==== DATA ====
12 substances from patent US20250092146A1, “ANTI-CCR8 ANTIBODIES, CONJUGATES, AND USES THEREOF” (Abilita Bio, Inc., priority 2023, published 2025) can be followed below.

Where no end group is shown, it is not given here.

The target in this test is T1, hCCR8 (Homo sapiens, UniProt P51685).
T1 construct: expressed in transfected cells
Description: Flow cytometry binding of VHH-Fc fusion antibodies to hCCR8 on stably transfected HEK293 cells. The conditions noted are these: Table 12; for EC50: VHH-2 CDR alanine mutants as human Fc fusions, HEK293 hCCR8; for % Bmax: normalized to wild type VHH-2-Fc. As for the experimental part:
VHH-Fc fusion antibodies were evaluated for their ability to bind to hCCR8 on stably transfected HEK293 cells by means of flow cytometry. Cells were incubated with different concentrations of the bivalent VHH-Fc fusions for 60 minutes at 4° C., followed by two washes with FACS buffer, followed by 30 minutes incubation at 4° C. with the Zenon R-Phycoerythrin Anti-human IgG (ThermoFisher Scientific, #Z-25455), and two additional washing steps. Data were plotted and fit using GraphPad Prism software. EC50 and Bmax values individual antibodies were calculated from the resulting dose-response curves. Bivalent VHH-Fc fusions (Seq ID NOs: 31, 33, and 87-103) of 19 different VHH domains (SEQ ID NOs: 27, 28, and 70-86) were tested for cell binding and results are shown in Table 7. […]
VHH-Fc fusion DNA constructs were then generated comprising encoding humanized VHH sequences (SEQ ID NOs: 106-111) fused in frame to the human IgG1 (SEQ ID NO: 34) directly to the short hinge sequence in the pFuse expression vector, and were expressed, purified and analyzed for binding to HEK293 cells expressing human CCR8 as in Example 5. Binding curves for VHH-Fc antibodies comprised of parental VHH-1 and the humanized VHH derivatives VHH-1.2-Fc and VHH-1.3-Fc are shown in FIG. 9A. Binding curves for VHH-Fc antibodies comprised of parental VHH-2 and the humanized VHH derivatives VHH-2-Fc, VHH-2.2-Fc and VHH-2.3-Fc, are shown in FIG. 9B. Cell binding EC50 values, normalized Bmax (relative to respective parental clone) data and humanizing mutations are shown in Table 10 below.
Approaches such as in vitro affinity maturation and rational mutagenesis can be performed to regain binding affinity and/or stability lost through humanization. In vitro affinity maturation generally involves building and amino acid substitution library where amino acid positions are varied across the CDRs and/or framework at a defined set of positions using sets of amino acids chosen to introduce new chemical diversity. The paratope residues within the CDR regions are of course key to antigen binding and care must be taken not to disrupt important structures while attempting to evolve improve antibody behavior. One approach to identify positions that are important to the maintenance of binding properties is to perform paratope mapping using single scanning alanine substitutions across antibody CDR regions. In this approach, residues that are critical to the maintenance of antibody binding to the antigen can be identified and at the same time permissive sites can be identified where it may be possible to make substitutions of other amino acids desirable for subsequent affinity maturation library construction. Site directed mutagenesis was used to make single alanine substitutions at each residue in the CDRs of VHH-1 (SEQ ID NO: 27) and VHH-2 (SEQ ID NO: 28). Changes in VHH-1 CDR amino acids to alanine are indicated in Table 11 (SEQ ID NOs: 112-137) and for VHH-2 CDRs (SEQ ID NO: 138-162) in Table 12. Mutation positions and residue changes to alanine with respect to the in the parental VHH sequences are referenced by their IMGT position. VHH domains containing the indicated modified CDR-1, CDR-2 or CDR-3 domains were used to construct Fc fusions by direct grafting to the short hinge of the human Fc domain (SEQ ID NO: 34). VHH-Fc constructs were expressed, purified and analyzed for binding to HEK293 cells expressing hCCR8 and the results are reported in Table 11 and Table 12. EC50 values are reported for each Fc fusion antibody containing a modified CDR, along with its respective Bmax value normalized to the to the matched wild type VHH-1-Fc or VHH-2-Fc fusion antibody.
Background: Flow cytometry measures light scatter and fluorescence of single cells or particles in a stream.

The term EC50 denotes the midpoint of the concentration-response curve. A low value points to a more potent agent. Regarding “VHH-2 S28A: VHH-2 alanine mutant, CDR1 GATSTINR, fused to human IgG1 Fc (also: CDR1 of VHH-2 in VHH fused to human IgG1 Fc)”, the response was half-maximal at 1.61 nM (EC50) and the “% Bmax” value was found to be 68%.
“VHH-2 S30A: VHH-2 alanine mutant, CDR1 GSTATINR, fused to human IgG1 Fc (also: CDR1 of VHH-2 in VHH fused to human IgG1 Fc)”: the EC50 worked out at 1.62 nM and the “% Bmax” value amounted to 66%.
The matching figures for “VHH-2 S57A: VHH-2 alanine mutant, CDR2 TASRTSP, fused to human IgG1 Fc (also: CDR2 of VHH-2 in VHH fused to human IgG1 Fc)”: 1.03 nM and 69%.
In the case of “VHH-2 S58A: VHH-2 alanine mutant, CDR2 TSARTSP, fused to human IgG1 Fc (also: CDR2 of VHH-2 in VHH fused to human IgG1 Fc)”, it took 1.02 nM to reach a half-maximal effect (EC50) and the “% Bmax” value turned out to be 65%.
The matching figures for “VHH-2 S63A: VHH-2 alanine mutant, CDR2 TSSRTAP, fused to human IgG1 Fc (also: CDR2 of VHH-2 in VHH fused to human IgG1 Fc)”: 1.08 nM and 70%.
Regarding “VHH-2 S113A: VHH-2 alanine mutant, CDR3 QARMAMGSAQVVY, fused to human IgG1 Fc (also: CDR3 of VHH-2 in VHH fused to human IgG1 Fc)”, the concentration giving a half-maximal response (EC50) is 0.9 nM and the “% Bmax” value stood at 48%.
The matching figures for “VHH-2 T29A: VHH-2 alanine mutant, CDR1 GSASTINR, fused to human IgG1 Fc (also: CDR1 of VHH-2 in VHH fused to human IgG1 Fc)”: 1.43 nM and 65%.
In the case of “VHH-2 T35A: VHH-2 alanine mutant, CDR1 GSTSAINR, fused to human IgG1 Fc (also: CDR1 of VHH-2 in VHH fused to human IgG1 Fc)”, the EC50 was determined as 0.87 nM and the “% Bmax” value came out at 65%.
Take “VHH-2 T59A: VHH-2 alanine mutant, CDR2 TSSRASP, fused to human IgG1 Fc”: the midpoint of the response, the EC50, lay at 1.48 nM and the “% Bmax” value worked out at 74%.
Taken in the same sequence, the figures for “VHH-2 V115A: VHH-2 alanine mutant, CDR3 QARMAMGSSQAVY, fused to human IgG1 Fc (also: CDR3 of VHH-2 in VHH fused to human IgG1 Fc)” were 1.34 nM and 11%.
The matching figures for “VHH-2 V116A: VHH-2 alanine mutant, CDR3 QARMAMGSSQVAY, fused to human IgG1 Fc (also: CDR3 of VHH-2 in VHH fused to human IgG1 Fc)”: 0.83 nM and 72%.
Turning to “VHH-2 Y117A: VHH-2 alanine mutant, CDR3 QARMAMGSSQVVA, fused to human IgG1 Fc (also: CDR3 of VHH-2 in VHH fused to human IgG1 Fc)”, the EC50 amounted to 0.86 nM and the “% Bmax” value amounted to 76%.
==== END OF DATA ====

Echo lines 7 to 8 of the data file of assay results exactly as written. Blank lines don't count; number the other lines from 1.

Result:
VHH-Fc fusion DNA constructs were then generated comprising encoding humanized VHH sequences (SEQ ID NOs: 106-111) fused in frame to the human IgG1 (SEQ ID NO: 34) directly to the short hinge sequence in the pFuse expression vector, and were expressed, purified and analyzed for binding to HEK293 cells expressing human CCR8 as in Example 5. Binding curves for VHH-Fc antibodies comprised of parental VHH-1 and the humanized VHH derivatives VHH-1.2-Fc and VHH-1.3-Fc are shown in FIG. 9A. Binding curves for VHH-Fc antibodies comprised of parental VHH-2 and the humanized VHH derivatives VHH-2-Fc, VHH-2.2-Fc and VHH-2.3-Fc, are shown in FIG. 9B. Cell binding EC50 values, normalized Bmax (relative to respective parental clone) data and humanizing mutations are shown in Table 10 below.
Approaches such as in vitro affinity maturation and rational mutagenesis can be performed to regain binding affinity and/or stability lost through humanization. In vitro affinity maturation generally involves building and amino acid substitution library where amino acid positions are varied across the CDRs and/or framework at a defined set of positions using sets of amino acids chosen to introduce new chemical diversity. The paratope residues within the CDR regions are of course key to antigen binding and care must be taken not to disrupt important structures while attempting to evolve improve antibody behavior. One approach to identify positions that are important to the maintenance of binding properties is to perform paratope mapping using single scanning alanine substitutions across antibody CDR regions. In this approach, residues that are critical to the maintenance of antibody binding to the antigen can be identified and at the same time permissive sites can be identified where it may be possible to make substitutions of other amino acids desirable for subsequent affinity maturation library construction. Site directed mutagenesis was used to make single alanine substitutions at each residue in the CDRs of VHH-1 (SEQ ID NO: 27) and VHH-2 (SEQ ID NO: 28). Changes in VHH-1 CDR amino acids to alanine are indicated in Table 11 (SEQ ID NOs: 112-137) and for VHH-2 CDRs (SEQ ID NO: 138-162) in Table 12. Mutation positions and residue changes to alanine with respect to the in the parental VHH sequences are referenced by their IMGT position. VHH domains containing the indicated modified CDR-1, CDR-2 or CDR-3 domains were used to construct Fc fusions by direct grafting to the short hinge of the human Fc domain (SEQ ID NO: 34). VHH-Fc constructs were expressed, purified and analyzed for binding to HEK293 cells expressing hCCR8 and the results are reported in Table 11 and Table 12. EC50 values are reported for each Fc fusion antibody containing a modified CDR, along with its respective Bmax value normalized to the to the matched wild type VHH-1-Fc or VHH-2-Fc fusion antibody.